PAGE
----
This was a difficult experience for me to deal with. It was through this experience that I learned a few things about my pursuit of excellence in athletics. The first and most important lesson that I learned from this was that all of my achievements, abilities, and accomplishments are only a reflection of the talents that God has given me. God has given me the opportunity to harvest the abilities that He’s endowed me with. Because of Christ, I play for the glory of God and represent Christ in all that I do, including on the golf course. Win or lose, all I can do is continue to play in light of this. As Colossians 3:23 says, “Whatever you do, do your work heartily, as for Lord rather than for men.” This means that in every tough practice, every strenuous weight room session, every difficult competition, we must pursue excellence in light of the ability that God has endowed us with.

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Christ calls us to bring every single part of our life to Him as He molds, shapes, and transforms us for His glory. There are a couple things that I do on the golf course that remind me of what is ultimate while I’m competing in golf tournaments. A part of my pre-shot routine is a short prayer that just says, “For God’s glory.” This is a reminder for me that this shot isn’t about my glory, but God’s. The second is that my golf ball is marked with a cross near the Northwestern logo. This is another constant reminder for me on the golf course of the ultimate sacrifice paid by Jesus. Hitting a little white golf ball with a stick into a cup seems a lot less important in light of this. God has called us to be in the world, not of it, and part of this is pursuing excellence in athletics for His glory, not for our own.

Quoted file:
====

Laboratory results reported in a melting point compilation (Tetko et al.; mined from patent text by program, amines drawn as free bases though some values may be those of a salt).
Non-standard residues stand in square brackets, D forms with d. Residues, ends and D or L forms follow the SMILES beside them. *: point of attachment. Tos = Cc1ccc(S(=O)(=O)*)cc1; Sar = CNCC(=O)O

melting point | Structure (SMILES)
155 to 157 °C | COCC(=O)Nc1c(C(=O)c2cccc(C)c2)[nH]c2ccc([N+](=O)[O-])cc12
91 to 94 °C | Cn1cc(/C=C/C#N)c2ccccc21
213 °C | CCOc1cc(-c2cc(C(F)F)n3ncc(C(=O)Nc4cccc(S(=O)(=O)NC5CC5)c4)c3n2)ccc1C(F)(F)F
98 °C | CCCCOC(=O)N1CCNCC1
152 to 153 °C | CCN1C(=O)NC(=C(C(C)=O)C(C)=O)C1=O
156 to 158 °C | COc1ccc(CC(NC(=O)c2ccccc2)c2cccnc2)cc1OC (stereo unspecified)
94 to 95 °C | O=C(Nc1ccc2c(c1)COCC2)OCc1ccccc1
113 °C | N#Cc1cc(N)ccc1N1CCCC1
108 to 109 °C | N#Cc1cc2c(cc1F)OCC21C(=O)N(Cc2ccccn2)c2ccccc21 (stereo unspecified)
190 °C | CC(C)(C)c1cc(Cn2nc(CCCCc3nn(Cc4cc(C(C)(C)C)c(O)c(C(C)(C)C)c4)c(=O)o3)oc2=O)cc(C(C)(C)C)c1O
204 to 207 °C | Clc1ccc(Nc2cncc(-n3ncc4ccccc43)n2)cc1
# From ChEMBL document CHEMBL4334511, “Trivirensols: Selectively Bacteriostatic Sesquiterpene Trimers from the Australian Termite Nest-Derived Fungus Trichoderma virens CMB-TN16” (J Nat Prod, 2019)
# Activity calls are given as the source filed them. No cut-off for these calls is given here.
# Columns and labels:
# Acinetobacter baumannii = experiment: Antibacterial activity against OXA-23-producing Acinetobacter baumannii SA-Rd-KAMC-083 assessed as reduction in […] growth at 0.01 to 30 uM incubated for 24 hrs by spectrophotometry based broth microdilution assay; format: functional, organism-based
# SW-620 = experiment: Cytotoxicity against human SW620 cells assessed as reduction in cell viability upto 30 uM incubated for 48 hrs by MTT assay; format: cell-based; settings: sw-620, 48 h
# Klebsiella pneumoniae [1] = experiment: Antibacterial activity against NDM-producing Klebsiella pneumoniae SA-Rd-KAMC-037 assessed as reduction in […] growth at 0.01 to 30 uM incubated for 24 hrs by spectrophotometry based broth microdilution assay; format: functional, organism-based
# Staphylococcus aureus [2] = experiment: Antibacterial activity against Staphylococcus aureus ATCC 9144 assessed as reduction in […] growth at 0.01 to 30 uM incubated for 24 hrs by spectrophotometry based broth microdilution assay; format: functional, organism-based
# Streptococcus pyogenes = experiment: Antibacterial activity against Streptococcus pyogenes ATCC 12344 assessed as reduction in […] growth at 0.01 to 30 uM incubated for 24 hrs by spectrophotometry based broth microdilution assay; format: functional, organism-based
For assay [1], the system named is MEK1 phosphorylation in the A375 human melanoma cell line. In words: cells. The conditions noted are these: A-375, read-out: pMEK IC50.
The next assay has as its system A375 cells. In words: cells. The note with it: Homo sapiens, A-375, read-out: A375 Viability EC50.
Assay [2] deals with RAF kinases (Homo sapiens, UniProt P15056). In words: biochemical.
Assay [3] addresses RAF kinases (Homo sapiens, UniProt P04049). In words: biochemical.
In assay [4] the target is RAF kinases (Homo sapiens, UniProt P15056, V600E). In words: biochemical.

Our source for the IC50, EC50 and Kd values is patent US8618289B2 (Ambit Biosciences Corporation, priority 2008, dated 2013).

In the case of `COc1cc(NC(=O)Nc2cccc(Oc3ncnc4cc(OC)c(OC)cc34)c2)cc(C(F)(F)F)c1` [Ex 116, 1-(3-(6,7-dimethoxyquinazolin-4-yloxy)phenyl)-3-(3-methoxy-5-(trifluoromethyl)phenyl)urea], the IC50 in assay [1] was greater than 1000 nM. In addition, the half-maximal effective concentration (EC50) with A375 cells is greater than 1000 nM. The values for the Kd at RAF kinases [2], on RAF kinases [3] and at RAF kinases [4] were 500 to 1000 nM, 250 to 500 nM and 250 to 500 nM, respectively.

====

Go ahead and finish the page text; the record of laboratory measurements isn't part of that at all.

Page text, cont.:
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By Fritz Boyle

I think the most embarrassing thing about my freshman year of college was the fact that I struggled with lust. If reading that makes you feel uncomfortable— don’t worry about it because I can 100% guarantee I feel way more uncomfortable about you reading it than you do.

This struck me as the most fundamentally humiliating thing there was to know about me. I had absolutely zero intention of telling anyone about it, well . . . ever. (Which should explain to you why I’m writing about it now on a public forum.)

I ended up going to a local church Women’s Night because my friend Kate Arnold told me they had really good food. You can imagine my surprise when I found out that actually, the point of the women’s night wasn’t just the good food, but so that everyone could sit around eating good food and talk about Jesus and their feelings and everything else going on in their lives. Anyways, there was maybe 35 women there and at some point they had an open mic session where anyone could stand up in front of the whole crew and talk about how God had been working in their lives.

There was about two minutes of intensely awkward silence before Kate Arnold (what a gem) went to the front and shared some things, and sat back down and the rest of us were left sitting there staring at each other.

I can’t really explain to you everything going on in my brain at that moment. I knew that I had to say something, because, really, what sort of Christian would I be if I couldn’t even stand up in front of a group of other believers and talk about how good our God was? But the only thing I could think to talk about was how I was struggling with all of this sin in my life and how I knew that God loved me so incredibly much that he sent his son to die for that sin.